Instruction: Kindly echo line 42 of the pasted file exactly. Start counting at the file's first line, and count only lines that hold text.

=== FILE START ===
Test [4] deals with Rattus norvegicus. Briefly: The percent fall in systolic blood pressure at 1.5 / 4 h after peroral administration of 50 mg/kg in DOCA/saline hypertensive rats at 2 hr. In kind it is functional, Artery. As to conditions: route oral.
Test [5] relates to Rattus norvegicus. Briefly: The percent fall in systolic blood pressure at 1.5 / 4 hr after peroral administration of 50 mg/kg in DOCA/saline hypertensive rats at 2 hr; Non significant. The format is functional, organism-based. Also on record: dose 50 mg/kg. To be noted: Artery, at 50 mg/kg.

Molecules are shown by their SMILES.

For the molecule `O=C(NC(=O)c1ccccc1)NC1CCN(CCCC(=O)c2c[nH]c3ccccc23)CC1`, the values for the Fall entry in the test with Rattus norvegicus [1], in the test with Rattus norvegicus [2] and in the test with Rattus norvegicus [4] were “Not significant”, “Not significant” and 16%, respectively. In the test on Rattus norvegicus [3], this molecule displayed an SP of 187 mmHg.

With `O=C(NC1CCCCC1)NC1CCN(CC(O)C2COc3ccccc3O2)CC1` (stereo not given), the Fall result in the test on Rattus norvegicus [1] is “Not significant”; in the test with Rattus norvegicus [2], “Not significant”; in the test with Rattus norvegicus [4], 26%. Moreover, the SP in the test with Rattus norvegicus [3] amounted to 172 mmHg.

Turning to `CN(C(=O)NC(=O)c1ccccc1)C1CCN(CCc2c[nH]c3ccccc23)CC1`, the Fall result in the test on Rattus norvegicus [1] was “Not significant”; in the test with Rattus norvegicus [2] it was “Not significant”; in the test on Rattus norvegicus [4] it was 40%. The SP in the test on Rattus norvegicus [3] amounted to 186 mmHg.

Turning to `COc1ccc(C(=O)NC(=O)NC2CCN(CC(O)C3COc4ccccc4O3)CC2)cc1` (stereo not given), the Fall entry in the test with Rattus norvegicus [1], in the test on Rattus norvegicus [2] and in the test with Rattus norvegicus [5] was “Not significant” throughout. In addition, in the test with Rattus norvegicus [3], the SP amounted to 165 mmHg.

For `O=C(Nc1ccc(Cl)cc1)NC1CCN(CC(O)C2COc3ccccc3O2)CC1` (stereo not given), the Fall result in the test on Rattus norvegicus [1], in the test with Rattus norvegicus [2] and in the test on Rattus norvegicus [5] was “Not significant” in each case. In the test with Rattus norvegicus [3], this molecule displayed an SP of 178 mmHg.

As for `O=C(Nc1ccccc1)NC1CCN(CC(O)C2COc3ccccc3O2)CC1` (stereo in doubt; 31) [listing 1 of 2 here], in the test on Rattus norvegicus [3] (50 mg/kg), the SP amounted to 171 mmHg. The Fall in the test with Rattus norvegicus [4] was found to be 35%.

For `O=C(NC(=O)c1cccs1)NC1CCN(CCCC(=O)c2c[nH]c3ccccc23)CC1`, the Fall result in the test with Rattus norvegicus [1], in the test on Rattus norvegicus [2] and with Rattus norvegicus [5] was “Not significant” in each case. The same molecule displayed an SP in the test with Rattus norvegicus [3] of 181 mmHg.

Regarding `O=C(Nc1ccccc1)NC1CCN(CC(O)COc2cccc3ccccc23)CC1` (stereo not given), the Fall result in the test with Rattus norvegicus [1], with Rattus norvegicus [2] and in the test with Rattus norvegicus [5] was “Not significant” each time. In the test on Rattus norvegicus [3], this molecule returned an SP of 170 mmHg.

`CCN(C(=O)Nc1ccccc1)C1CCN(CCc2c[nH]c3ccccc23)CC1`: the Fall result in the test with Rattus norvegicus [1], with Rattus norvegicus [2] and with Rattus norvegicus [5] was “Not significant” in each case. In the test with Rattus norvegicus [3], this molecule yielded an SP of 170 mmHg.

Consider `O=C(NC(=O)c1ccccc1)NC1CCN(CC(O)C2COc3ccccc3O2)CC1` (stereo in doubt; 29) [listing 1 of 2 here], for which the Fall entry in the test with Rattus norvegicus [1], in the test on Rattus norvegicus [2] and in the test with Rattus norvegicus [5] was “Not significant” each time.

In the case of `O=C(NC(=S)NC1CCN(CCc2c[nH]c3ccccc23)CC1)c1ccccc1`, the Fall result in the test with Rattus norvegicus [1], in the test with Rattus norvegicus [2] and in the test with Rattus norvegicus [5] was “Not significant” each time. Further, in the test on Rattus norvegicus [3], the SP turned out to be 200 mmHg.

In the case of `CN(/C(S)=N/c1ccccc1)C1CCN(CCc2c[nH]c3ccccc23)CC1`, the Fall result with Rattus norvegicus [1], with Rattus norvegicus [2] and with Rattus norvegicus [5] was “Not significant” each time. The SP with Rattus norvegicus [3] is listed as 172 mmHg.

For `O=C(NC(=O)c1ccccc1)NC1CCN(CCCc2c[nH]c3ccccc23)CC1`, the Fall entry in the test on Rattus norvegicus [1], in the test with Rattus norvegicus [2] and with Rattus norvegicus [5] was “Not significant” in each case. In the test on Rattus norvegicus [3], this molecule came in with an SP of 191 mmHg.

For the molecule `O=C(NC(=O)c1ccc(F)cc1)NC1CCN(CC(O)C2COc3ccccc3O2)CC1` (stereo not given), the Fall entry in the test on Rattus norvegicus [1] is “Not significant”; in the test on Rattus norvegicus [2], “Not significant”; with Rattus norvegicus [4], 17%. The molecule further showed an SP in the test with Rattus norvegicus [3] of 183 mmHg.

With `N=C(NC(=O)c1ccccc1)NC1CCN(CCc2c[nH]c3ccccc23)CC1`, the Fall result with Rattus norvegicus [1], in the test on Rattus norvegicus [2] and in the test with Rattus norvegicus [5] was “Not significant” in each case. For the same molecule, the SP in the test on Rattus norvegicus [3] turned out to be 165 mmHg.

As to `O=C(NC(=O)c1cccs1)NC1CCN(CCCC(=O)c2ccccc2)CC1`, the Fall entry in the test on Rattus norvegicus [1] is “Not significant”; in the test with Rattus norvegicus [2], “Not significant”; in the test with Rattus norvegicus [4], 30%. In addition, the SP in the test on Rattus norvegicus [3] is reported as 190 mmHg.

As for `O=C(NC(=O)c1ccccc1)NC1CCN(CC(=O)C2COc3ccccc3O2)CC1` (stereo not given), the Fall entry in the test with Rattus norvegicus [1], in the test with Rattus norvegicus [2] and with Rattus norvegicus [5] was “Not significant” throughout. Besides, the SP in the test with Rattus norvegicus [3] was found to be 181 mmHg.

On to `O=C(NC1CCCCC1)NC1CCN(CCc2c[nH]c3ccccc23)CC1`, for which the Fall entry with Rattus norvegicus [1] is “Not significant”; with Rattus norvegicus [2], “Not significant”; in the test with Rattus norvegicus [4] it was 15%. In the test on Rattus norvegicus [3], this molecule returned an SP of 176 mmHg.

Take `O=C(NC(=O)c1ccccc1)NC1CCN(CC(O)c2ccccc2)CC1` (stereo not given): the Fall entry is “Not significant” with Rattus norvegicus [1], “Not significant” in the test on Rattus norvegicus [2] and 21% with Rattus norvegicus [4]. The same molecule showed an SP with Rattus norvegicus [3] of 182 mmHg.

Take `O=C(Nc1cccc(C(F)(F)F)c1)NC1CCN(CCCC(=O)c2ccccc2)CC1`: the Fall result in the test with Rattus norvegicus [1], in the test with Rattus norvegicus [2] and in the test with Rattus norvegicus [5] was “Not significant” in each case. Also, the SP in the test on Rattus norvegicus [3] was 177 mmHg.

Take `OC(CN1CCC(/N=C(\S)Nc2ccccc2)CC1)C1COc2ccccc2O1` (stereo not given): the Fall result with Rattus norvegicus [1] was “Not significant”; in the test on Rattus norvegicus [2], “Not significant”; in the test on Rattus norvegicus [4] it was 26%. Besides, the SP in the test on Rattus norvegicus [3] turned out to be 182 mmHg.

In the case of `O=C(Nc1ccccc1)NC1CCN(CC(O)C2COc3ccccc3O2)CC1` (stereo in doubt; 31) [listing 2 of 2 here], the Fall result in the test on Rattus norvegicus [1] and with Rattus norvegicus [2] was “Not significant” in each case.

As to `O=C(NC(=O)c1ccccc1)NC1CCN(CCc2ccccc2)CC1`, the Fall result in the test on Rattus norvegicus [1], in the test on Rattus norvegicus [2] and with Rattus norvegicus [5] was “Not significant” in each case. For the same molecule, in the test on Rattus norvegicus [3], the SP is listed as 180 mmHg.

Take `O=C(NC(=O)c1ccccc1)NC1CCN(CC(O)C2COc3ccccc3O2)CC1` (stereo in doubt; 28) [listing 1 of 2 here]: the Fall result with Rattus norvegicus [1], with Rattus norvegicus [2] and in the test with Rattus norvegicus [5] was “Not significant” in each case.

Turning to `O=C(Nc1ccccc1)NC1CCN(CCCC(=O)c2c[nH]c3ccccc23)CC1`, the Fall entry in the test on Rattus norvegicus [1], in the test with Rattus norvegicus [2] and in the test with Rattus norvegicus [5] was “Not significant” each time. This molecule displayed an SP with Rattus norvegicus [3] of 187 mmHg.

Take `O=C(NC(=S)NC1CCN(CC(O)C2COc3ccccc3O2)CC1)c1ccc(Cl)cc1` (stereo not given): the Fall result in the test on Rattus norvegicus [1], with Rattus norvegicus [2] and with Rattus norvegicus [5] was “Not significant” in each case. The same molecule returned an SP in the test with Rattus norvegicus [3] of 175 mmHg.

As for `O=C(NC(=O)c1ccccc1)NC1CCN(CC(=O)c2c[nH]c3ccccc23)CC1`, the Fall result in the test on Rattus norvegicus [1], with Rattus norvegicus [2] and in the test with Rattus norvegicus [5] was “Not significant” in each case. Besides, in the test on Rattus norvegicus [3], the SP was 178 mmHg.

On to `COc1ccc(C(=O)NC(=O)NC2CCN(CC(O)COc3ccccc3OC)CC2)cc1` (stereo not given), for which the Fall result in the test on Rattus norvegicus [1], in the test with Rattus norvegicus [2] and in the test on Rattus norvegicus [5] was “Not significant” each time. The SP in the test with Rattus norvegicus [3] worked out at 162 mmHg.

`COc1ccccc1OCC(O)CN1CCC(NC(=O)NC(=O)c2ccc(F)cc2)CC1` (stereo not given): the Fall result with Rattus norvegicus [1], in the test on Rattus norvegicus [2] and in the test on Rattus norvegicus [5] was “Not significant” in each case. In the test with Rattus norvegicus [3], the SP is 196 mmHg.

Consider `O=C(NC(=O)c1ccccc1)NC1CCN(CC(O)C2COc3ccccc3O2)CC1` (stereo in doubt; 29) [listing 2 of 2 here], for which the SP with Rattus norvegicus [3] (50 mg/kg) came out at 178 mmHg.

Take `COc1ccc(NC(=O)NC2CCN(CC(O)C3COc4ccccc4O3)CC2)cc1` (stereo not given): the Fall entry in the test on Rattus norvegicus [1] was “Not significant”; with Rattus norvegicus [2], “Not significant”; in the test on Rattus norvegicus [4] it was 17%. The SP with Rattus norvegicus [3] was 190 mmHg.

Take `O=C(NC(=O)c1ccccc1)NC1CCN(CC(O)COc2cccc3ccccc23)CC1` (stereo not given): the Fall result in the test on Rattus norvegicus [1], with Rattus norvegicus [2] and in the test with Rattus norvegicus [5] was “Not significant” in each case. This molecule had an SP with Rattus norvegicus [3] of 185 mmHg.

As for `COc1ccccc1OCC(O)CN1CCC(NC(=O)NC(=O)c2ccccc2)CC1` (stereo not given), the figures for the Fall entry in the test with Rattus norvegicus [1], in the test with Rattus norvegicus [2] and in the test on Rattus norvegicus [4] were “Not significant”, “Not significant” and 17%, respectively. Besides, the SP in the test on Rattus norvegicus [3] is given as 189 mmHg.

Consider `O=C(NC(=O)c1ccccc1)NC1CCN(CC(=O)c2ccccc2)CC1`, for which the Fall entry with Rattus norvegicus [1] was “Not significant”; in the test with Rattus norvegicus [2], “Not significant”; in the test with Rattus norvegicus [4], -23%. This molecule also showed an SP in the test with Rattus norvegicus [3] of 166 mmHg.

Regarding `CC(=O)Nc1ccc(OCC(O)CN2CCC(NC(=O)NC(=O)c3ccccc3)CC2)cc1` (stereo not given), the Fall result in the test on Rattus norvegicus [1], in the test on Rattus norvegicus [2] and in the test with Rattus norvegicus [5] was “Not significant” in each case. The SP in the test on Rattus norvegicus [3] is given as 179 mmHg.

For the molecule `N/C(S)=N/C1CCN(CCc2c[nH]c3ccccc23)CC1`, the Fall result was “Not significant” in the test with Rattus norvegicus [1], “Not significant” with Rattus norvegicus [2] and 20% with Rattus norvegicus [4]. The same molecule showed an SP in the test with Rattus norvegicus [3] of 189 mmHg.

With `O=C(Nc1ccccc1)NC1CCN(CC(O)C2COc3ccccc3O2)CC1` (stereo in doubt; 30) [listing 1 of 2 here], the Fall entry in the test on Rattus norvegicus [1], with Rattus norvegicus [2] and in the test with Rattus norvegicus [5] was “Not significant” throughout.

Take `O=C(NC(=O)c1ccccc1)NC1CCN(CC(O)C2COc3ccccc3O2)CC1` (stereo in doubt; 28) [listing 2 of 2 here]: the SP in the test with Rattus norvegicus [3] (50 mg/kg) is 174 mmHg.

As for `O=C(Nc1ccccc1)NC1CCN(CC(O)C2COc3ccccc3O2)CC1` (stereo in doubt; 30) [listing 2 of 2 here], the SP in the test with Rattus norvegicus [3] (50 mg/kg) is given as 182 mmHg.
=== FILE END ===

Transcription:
As for `O=C(Nc1ccccc1)NC1CCN(CC(O)C2COc3ccccc3O2)CC1` (stereo in doubt; 30) [listing 2 of 2 here], the SP in the test with Rattus norvegicus [3] (50 mg/kg) is given as 182 mmHg.